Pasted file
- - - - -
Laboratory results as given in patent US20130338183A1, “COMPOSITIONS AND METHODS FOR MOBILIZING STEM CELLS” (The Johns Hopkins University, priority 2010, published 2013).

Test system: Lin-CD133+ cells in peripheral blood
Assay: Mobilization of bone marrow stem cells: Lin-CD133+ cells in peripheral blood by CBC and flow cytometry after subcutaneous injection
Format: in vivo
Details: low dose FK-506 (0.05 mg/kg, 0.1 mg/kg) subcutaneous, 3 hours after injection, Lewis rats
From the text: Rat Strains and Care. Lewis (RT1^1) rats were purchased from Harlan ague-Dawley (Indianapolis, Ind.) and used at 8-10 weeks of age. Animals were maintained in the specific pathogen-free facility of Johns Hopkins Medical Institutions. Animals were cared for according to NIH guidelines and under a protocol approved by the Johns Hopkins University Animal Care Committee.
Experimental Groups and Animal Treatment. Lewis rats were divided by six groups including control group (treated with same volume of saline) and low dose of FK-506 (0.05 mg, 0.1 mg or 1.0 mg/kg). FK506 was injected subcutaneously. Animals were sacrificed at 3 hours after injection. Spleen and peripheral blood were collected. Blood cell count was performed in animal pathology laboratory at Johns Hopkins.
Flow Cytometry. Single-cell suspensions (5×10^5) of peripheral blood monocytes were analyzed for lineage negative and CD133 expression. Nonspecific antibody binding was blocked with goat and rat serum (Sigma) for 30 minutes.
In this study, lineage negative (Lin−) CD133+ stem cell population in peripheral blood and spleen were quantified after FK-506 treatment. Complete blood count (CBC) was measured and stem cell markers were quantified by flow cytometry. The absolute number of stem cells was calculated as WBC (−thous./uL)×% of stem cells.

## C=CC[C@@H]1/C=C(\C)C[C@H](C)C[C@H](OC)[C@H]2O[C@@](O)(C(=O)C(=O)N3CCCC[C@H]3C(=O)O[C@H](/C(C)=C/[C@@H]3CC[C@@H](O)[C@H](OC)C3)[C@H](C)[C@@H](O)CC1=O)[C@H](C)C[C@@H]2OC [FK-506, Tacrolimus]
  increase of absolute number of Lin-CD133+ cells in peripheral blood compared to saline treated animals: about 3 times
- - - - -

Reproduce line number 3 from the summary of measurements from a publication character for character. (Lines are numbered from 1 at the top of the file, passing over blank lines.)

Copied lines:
Assay: Mobilization of bone marrow stem cells: Lin-CD133+ cells in peripheral blood by CBC and flow cytometry after subcutaneous injection